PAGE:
Dr. Joerg Traub is one of the co-founders and managing director of SurgicEye GmbH. As a CEO he is responsible for General Management, Team Development, Business Development, Production, Marketing and Sales. During his studies of Computer Sciences at Technische Universität München (TUM), Dr. Traub worked for several high-tech companies in Germany, the USA and Singapore including BMW, Siemens and multiple internet start-up companies. In 2005 he received the Werner von Siemens Excellence Award for his exceptional thesis in the field of novel visualization concepts for minimally invasive surgery; in 2008 he received the Ph.D. in medical imaging and navigation with highest distinction. Dr. Traub coordinated the Image Guided Surgery Group at the Department „Computer Aided Medical Procedures“ at TUM where he prepared several industrial and clinical cooperation activities. He is author / co-author of over 40 international papers and eight patent applications. Under his supervision, several new image guided surgery systems were designed, developed and evaluated.
Your company is selling a navigation system that uses Augmented Reality technology. Please give us a short introduction to your product declipseSPECT?
Our system generates radioactive SPECT imaging data and visualizes the data in-situ, i.e. at the location where the data has been measured. In fact, we never tried to sell a pure Augmented Reality device. We rather integrated Augmented Reality technology in our system declipseSPECT. Here, we use a gamma probe to measure radioactive radiation that is emitted by Technetiumhaving been injected into the anatomical region of interest before surgery. The gamma probe is actually a Geiger-Mueller counter being able to measure medical radioactivity. The radioactive substance spreads in particular within tumorous tissue. The gamma probe is then used to scan the patient. In addition to this imaging system, we integrated a navigation system into our product. For this reason, we measure the position of the probe during the scanning procedure. This part of the workflow uses Augmented Reality to show the scan region augmented with the scan result. The Augmented Reality views are created from the perspective of a video camera being rigidly mounted on top of the optical tracking system. The visualization of the scanned radioactivity is then superimposed onto the video images. Since the camera is rigidly attached to our system, it only allows for 2D views from a fixed position. Rotating the patient or the system is not applicable to get additional views for showing the 3D structure of the measured radioactivity. For this reason, we developed a second Virtual Reality based visualization mode that allows for 3D views. Here, we can control the position of the data volume storing the measured radioactivity as well as the position of the view of the virtual camera using the tracked gamma probe that has assessed the data before. In this view mode, the virtual camera is positioned at the tip of the gamma probe.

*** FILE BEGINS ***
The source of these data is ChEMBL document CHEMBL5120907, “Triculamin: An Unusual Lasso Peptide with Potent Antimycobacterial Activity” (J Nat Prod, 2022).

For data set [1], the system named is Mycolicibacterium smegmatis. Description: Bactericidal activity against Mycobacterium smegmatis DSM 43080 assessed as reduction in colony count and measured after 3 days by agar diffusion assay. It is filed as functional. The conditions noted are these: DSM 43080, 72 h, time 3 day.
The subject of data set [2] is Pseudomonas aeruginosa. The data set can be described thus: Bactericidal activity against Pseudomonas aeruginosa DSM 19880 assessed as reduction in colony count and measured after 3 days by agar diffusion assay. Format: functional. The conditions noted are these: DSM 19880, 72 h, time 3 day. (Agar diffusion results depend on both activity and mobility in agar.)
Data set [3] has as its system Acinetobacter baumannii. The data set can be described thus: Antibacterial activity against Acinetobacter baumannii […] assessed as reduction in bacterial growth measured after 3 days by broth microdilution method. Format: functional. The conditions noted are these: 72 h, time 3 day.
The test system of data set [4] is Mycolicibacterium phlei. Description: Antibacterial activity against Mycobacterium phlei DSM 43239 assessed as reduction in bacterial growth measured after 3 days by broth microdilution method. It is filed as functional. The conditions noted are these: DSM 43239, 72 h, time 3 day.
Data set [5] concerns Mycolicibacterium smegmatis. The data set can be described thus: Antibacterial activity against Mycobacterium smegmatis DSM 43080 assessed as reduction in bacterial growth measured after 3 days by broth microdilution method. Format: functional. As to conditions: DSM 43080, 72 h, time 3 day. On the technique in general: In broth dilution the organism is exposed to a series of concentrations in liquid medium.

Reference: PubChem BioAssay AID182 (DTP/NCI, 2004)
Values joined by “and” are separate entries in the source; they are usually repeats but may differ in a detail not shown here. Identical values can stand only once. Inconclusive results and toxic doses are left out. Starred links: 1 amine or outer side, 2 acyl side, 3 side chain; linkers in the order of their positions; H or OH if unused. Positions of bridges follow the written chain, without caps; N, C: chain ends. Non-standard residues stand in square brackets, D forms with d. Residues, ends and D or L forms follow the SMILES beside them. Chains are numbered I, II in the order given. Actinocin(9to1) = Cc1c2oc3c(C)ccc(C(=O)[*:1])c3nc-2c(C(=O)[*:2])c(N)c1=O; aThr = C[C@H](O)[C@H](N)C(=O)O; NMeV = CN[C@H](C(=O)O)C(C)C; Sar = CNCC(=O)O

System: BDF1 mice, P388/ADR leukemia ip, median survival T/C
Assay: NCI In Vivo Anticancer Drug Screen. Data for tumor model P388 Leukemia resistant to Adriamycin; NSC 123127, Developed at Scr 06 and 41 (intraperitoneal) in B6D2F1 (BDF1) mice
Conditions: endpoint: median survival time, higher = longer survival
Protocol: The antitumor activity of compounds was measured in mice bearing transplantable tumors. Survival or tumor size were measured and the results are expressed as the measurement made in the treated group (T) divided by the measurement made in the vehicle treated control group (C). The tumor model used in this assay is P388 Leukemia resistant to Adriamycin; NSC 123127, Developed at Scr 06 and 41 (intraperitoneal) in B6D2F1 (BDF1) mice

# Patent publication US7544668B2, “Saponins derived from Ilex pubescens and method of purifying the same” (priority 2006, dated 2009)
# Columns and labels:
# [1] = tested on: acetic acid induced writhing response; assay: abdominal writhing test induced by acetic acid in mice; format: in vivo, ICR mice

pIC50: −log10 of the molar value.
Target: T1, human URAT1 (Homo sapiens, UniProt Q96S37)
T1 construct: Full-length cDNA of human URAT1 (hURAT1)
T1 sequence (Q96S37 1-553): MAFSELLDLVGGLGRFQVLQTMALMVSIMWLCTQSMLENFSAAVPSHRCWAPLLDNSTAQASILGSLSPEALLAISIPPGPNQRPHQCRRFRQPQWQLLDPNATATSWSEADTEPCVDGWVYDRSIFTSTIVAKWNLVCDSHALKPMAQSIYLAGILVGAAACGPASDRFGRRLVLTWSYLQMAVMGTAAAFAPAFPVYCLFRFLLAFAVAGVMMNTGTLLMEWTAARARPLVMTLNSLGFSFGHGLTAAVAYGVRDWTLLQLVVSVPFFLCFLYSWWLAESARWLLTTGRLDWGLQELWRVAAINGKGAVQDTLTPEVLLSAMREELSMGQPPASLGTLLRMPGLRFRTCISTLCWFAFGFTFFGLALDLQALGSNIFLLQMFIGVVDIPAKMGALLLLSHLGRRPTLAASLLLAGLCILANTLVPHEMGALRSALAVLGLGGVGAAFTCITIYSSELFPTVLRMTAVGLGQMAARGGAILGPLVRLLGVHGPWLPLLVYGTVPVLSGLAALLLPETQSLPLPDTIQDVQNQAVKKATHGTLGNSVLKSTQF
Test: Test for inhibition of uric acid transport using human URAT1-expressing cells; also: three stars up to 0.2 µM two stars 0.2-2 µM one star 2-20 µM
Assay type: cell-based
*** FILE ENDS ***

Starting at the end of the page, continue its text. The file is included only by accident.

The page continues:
Which surgical applications can benefit from your system?
This type of radioactive imaging is currently used for sentinel lymph nodes, breast cancer, skin cancer – melanoma, and sometimes in the head and neck region, e.g. tongue carcinoma. Sentinel lymph nodes is rather an introductory application since it works well and the usage of radioactivity is widely established. At the moment, we start testing our system to finding primary breast tumors, which is actually our core application. Here, radioactive imaging has not been established yet. One still needs to slightly adapt the clinical protocol in order to apply radioactivity. About 20 to 25% of all surgeries need subsequent interventions to complete tumor resection. A recently published study, gathering results from multiple studies, states that the application of radioactivity reduces the need for additional surgeries to entirely resect tumorous tissue to 8-10%. That means, instead of every 4th patient only every 10th patient would need a subsequent surgical treatment, which is a big progress in this medical field.
Would the application of your system cause a delay in surgery time?
Currently it does, which can be explained by a certain training effect. However, in our case studies applying the system to the resection of melanomas, surgeons claimed that they could reduce time, since they immediately knew where to cut thanks to our visualization methods. We need 1.5 minutes to generate imaging data while moving the gamma probe to scan the region of interest. Then, our reconstruction algorithm computing a 3D image from the scanned data needs additional 30 seconds. In April, we released a new algorithm that allows 3D reconstruction in almost real time (two seconds) to create previews having a little lower quality as our optimal result. This preview has been integrated, because we experienced that surgeons get impatient when they have to wait for the images to be displayed after the scanning procedure. The high quality reconstruction is then computed in the background and displayed as soon as the original algorithm has finished (takes 30 seconds). In a standard breast surgery, we estimate a delay of three to five minutes. However, we can reduce invasiveness of skin incisions. For this reason, the procedure of targeting and finding the tumor needs less time. There is no need for digging into tissue to detect those tumors. Regarding lymph nodes, we could find tumors that had not been detected by standard techniques. Currently, we run a study at Klinikum Rechts der Isar, TUM München to further explore this effect.